That's right hugs, all sorts of hugs.
Stubbs started what he calls a "delicatessen, (but), as opposed to different flavors of bagels, this is different flavors of hugs." A deli where hugs are doled out, made-to-order.
Early Show national correspondent Hattie Kauffman paid a visit.
You name it, she says, and you can probably get it at Mikey's: a bear hug, a gangsta hug, a group hug, and of course, the ever-popular warm-and-fuzzy. Week after week, out on the beach, business seems to be booming.
Kauffman even put on an apron to help out as what Mikey calls a "hug ambassador."
To get a hug, she says, all you have to do is pay two compliments.
Mikey started his deli as an interactive art project, but he's finding hugs can make a big difference, and kept it going when he saw the impact it's having.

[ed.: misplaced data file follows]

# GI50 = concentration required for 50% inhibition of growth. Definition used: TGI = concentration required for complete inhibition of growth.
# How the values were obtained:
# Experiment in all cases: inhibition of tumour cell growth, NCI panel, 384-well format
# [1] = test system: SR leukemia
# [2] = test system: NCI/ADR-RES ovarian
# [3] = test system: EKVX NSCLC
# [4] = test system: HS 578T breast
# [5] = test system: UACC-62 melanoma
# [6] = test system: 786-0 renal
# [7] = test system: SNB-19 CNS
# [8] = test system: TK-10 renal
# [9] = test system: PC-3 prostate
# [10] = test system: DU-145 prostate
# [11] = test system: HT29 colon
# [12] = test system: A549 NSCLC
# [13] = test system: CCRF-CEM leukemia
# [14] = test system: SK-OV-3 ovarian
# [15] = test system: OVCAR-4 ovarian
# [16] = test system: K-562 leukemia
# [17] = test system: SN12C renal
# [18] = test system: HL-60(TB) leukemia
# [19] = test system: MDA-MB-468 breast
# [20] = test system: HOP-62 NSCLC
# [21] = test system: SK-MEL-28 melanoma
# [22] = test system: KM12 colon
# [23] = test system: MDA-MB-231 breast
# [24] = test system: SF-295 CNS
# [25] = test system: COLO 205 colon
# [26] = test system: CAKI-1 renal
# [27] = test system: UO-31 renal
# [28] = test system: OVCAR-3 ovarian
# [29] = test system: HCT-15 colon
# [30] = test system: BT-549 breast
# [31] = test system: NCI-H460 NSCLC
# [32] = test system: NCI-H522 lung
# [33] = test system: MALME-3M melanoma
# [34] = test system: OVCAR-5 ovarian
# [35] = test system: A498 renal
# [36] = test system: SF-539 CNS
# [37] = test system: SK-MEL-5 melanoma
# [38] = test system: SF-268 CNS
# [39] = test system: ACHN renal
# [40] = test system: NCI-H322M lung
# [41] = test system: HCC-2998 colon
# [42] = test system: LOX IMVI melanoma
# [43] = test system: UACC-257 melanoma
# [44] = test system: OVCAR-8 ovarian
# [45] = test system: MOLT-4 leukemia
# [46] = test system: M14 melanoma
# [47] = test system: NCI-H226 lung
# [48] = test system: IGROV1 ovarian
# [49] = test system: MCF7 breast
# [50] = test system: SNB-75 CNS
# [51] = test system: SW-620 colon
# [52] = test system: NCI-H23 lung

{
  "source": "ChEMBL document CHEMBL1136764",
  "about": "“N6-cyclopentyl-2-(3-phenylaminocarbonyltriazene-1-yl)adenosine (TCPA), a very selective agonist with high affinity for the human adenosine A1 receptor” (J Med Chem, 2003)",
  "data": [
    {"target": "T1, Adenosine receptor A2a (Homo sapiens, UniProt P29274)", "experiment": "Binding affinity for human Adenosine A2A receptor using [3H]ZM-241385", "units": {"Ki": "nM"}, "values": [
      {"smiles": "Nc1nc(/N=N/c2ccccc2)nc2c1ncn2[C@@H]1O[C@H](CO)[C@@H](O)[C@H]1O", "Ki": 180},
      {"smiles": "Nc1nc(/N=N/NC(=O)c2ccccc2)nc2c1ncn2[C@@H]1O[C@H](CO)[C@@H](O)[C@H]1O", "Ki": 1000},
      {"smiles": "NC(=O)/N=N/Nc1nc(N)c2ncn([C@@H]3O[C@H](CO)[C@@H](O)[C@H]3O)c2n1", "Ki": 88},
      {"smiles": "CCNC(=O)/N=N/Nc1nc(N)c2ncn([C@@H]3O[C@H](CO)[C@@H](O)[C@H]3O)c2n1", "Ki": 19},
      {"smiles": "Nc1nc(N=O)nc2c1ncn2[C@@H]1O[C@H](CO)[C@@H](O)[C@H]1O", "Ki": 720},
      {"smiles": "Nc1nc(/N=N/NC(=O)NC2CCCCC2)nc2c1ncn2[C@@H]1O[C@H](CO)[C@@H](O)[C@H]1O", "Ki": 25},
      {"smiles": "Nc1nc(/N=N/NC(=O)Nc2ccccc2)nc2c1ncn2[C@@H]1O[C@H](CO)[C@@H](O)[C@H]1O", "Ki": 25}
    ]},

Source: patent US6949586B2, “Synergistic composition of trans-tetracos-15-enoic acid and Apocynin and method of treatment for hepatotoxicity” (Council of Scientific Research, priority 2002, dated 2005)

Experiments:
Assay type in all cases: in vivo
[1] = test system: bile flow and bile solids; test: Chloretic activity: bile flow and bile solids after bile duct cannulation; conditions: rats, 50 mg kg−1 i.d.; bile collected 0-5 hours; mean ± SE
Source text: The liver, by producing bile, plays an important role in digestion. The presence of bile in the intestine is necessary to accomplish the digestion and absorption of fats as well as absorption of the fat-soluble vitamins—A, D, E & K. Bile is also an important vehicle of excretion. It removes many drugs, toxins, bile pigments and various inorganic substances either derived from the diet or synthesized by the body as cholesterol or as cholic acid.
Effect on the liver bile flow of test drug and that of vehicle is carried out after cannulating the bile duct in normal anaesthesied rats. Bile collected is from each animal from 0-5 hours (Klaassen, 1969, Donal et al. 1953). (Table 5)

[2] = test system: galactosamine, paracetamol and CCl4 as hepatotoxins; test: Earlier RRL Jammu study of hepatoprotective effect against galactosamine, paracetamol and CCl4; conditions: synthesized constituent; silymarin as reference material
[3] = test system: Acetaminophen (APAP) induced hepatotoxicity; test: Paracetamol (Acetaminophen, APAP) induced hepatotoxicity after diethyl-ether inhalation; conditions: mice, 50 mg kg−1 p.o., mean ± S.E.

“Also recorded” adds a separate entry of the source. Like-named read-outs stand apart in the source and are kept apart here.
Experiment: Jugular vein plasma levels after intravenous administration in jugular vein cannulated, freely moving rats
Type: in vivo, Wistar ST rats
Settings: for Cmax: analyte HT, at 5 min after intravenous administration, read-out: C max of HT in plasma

"Every once in a while," he told Kauffman, "we have people who haven't had human contact in quite awhile, and they'll get a hug and just break down."
More and more people are finding hugs can help out, especially in these troubled times.
"I suspect," University of California San Diego psychology professor Nicholas Christenfeld tod Kauffman, "people do need more reassurance now. ... People do love contact, and there's all sorts of evidence that people who have others they can turn to live longer healthier lives than people who are socially isolated, so these very primitive things are certainly important."
Hugging strangers, colleagues, teammates, partners, friends, even hugging animals all seem to have a positive effect, Kauffman observes.
But not everyone is so hug-friendly. Some passers-by keep right on passing when offered a hug.
And for those who find a hug too close for comfort, there's always the tried-and-true "high-five"!
For more on Mikey's deli, please e-mail firstname.lastname@example.org.